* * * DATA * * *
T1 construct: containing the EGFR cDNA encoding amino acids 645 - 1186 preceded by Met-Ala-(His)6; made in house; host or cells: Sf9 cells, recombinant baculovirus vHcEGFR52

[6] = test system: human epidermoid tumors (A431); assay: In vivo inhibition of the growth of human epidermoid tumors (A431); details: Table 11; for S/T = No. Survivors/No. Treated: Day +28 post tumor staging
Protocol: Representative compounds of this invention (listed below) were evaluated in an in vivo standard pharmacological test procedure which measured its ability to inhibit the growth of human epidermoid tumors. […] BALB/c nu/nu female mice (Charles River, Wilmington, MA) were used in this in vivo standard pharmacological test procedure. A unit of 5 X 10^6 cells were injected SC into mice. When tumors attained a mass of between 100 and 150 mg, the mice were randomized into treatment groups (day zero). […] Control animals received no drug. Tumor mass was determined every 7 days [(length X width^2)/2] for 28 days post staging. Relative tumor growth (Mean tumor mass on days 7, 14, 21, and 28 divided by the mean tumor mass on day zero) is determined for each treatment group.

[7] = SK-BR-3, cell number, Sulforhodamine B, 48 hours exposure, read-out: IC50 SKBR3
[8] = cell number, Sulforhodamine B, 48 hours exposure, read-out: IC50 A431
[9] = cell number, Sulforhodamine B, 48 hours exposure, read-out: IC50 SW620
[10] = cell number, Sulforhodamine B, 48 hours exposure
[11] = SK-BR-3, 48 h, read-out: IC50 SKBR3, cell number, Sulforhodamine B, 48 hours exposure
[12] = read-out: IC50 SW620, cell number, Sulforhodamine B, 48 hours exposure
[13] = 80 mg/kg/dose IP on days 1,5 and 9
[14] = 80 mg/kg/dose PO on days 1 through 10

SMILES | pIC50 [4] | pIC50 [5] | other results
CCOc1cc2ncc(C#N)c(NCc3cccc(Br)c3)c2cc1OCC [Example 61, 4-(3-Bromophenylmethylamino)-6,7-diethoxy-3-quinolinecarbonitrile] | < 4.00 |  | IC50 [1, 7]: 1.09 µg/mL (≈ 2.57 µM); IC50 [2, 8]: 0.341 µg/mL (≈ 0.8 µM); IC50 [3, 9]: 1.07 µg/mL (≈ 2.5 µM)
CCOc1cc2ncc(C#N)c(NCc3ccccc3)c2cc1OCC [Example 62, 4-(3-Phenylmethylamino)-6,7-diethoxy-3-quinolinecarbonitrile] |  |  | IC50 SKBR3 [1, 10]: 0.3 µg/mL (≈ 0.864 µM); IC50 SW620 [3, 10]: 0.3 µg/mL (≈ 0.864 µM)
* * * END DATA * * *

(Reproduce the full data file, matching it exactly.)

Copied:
T1 construct: containing the EGFR cDNA encoding amino acids 645 - 1186 preceded by Met-Ala-(His)6; made in house; host or cells: Sf9 cells, recombinant baculovirus vHcEGFR52

[6] = test system: human epidermoid tumors (A431); assay: In vivo inhibition of the growth of human epidermoid tumors (A431); details: Table 11; for S/T = No. Survivors/No. Treated: Day +28 post tumor staging
Protocol: Representative compounds of this invention (listed below) were evaluated in an in vivo standard pharmacological test procedure which measured its ability to inhibit the growth of human epidermoid tumors. […] BALB/c nu/nu female mice (Charles River, Wilmington, MA) were used in this in vivo standard pharmacological test procedure. A unit of 5 X 10^6 cells were injected SC into mice. When tumors attained a mass of between 100 and 150 mg, the mice were randomized into treatment groups (day zero). […] Control animals received no drug. Tumor mass was determined every 7 days [(length X width^2)/2] for 28 days post staging. Relative tumor growth (Mean tumor mass on days 7, 14, 21, and 28 divided by the mean tumor mass on day zero) is determined for each treatment group.

[7] = SK-BR-3, cell number, Sulforhodamine B, 48 hours exposure, read-out: IC50 SKBR3
[8] = cell number, Sulforhodamine B, 48 hours exposure, read-out: IC50 A431
[9] = cell number, Sulforhodamine B, 48 hours exposure, read-out: IC50 SW620
[10] = cell number, Sulforhodamine B, 48 hours exposure
[11] = SK-BR-3, 48 h, read-out: IC50 SKBR3, cell number, Sulforhodamine B, 48 hours exposure
[12] = read-out: IC50 SW620, cell number, Sulforhodamine B, 48 hours exposure
[13] = 80 mg/kg/dose IP on days 1,5 and 9
[14] = 80 mg/kg/dose PO on days 1 through 10

SMILES | pIC50 [4] | pIC50 [5] | other results
CCOc1cc2ncc(C#N)c(NCc3cccc(Br)c3)c2cc1OCC [Example 61, 4-(3-Bromophenylmethylamino)-6,7-diethoxy-3-quinolinecarbonitrile] | < 4.00 |  | IC50 [1, 7]: 1.09 µg/mL (≈ 2.57 µM); IC50 [2, 8]: 0.341 µg/mL (≈ 0.8 µM); IC50 [3, 9]: 1.07 µg/mL (≈ 2.5 µM)
CCOc1cc2ncc(C#N)c(NCc3ccccc3)c2cc1OCC [Example 62, 4-(3-Phenylmethylamino)-6,7-diethoxy-3-quinolinecarbonitrile] |  |  | IC50 SKBR3 [1, 10]: 0.3 µg/mL (≈ 0.864 µM); IC50 SW620 [3, 10]: 0.3 µg/mL (≈ 0.864 µM)